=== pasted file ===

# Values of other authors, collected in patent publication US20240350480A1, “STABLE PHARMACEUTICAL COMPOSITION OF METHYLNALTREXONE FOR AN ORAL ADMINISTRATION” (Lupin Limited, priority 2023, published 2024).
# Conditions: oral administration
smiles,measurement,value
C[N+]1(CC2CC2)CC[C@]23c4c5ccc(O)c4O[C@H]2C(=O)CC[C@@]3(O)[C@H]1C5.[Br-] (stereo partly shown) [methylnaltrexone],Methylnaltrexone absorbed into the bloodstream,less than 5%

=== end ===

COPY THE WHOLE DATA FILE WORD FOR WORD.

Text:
# Values of other authors, collected in patent publication US20240350480A1, “STABLE PHARMACEUTICAL COMPOSITION OF METHYLNALTREXONE FOR AN ORAL ADMINISTRATION” (Lupin Limited, priority 2023, published 2024).
# Conditions: oral administration
smiles,measurement,value
C[N+]1(CC2CC2)CC[C@]23c4c5ccc(O)c4O[C@H]2C(=O)CC[C@@]3(O)[C@H]1C5.[Br-] (stereo partly shown) [methylnaltrexone],Methylnaltrexone absorbed into the bloodstream,less than 5%